Notorious G4S to get housing contract in north east
Late last year, G4S were announced as the preferred bidders for the contract for housing in the north east for people seeking sanctuary. The formal contract is due to be awarded in February.
People arriving in the UK in search of sanctuary were once able to access welfare benefits and council housing on the basis of need, like people already living in the UK, but a series of harsh legislation brought in from 1996 onwards withdrew this, and, after attempts by the government to leave all new arrivals destitute were ruled unlawful, created a separate system for support for people seeking sanctuary.
These changes, setting up a parallel system, can be seen as a divide-and-rule tactic, segregating people seeking sanctuary from other council house tenants and welfare claimants.
At the same time, this legislation paved the way for the privatisation of parts of the support service, services which were once public. The Institute for Race Relations, discussing the 1999 Asylum and Immigration Act, explains:
‘Lucrative contracts to house asylum seekers were frequently taken up by local authorities, sub-contracted to accommodation providers and then sub-contracted further to private landlords. The result was a housing system which in many instances was poorly regulated, substandard and unsafe’.
In the North East, one of the private companies providing housing was Angel Group, investigated for ‘financial irregularities’ , and the subject of many protests.
Private sector involvement has now increased, with local authority contracts being dropped in favour of contracts with 3 multinationals – Serco, Reliance and G4S – who have contracts between them covering the whole of the UK.
G4S, who are set to get the contract for the north east, are the world’s largest security company and have contracts to transport, detain and imprison throughout the world.
Going under the company slogan ‘Securing Your World’, G4S have contracts for several immigration prisons and short-term holding facilities in the UK. An unannounced visit to one of these by HM Chief Inspector of Prisons last year found numerous problems, and campaigners have highlighted the poor treatment people held there face. A Freedom of Information Request showed 773 complaints from people held in these centres in 2010.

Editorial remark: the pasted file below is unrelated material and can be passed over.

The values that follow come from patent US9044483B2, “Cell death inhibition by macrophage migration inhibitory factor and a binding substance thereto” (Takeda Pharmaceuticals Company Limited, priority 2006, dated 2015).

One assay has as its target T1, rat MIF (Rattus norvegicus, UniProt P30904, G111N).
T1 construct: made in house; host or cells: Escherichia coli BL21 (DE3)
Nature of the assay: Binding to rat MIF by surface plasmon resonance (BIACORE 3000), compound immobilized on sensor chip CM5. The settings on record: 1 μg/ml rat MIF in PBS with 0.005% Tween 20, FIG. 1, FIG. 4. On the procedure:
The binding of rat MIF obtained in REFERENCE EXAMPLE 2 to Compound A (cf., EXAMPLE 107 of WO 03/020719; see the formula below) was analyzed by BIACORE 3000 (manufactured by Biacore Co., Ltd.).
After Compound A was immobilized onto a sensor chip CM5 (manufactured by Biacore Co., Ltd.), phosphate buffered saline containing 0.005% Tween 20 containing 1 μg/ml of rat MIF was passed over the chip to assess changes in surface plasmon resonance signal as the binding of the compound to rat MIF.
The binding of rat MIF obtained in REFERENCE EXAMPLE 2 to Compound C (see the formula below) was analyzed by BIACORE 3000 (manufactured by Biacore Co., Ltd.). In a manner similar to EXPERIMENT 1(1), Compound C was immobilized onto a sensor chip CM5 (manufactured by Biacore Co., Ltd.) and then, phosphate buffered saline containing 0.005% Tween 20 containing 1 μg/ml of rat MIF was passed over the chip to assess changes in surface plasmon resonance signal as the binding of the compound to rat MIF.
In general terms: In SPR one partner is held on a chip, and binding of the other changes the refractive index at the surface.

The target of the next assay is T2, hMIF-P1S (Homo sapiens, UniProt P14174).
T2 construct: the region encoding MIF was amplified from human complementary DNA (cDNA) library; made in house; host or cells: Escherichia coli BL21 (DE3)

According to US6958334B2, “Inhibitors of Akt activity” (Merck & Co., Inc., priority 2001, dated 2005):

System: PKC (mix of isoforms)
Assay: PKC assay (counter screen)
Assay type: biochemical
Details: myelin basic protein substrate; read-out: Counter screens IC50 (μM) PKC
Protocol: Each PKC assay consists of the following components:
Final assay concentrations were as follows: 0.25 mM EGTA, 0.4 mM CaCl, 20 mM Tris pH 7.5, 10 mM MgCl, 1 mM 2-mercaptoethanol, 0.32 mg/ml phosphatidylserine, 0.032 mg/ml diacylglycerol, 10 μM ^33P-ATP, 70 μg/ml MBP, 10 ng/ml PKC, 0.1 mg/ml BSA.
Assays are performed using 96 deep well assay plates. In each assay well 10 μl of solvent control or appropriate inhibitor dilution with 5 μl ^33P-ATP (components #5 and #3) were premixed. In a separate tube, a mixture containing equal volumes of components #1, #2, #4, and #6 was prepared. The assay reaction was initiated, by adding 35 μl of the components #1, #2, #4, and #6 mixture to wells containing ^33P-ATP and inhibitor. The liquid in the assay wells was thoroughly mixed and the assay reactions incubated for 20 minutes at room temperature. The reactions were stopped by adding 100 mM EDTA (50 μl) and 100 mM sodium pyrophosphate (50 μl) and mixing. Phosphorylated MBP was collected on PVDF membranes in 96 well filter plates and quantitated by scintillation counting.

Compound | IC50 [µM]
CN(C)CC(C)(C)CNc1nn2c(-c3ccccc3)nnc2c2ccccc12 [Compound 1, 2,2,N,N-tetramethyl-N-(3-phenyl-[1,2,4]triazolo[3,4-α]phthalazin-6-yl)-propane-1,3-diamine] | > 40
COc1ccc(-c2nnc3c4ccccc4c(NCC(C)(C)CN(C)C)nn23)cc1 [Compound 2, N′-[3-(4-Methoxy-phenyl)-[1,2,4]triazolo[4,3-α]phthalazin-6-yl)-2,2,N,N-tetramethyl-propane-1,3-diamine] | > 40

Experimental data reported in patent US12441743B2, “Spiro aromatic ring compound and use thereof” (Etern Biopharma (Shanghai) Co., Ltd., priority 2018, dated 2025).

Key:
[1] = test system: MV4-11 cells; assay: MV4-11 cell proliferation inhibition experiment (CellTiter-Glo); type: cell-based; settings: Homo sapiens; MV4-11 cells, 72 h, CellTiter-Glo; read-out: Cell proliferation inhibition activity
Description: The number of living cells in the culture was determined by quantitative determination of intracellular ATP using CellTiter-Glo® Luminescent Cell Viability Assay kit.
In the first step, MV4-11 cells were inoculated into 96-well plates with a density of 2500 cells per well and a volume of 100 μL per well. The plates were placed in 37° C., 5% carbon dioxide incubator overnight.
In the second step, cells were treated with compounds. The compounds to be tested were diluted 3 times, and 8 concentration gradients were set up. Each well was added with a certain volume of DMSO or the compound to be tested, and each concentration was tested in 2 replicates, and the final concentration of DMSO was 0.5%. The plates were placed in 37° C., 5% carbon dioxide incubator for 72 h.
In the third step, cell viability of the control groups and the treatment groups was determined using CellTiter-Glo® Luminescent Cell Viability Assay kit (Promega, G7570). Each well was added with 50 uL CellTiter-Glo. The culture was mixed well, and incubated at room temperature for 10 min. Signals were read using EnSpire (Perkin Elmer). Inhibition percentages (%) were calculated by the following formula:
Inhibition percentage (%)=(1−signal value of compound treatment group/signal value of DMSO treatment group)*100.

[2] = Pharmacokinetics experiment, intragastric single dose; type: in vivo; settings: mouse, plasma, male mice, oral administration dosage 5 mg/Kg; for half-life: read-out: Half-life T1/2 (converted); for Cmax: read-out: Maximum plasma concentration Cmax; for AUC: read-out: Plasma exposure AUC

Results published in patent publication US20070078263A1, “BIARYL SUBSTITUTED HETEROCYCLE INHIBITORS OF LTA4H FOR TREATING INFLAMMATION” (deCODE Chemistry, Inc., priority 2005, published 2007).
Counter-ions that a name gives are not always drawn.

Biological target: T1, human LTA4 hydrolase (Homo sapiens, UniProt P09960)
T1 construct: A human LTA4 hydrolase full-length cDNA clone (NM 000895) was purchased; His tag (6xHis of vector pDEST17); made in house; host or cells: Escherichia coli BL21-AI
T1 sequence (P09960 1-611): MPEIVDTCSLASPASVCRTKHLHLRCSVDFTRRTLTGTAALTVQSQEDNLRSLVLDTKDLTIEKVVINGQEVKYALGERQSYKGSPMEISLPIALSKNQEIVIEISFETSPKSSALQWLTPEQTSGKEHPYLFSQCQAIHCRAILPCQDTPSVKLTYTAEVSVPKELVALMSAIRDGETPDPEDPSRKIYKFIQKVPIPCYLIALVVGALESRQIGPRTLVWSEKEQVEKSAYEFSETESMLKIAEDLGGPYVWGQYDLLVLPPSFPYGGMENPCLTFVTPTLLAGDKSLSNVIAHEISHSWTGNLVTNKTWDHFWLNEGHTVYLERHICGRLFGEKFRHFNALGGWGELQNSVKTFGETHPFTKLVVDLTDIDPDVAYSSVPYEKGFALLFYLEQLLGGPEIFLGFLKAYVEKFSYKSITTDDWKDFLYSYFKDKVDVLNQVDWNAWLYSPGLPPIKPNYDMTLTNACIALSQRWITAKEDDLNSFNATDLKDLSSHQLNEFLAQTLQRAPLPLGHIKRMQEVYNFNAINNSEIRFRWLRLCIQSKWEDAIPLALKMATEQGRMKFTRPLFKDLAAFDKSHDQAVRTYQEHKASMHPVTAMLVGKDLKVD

G4S recently got a contract to run Birmingham prison, the first public prison in the UK to be transferred to the private sector, and hold contracts for other private prisons, as well as Secure Training Centres and Youth Offender Institutes where children and young people are held. Child prisons such as these were described in a recent ruling by the courts as places where unlawful use of force against large numbers of children was widespread.
G4S are involved in court security, prisoner transport and electronic tagging, and have the contract for security at the Olympic Games in London. G4S have received criticism recently for their involvement in the border security industry in Palestine.
Globally, G4S are huge profiteers of the Prison Industrial Complex .
Contracting G4S for social housing has been criticised, for example in protests in South Wales where a G4S housing consultation was disrupted, and there are many reasons why…
Ill treatment, abuse and deaths
In 2010 G4S were accused of killing Jimmy Mubenga, who died after being restrained by G4S security guards during a forcible deportation to Angola. Three G4S guards were arrested and are still under investigation.
In response, protests and vigils against G4S have been held, including at the company’s AGM last year.
In July 2011, Amnesty International called for a complete overhaul of enforced removals by private security companies, after researching and documenting allegations of excessive force and other abuse carried out by private security staff, including G4S, while in January 2012, a Home Affairs Select Committee report investigating the death of Jimmy Mubenga criticised the “cosy relationship” between UKBA and its private contractors. Statewatch also reported on the ‘privatised manslaughter’.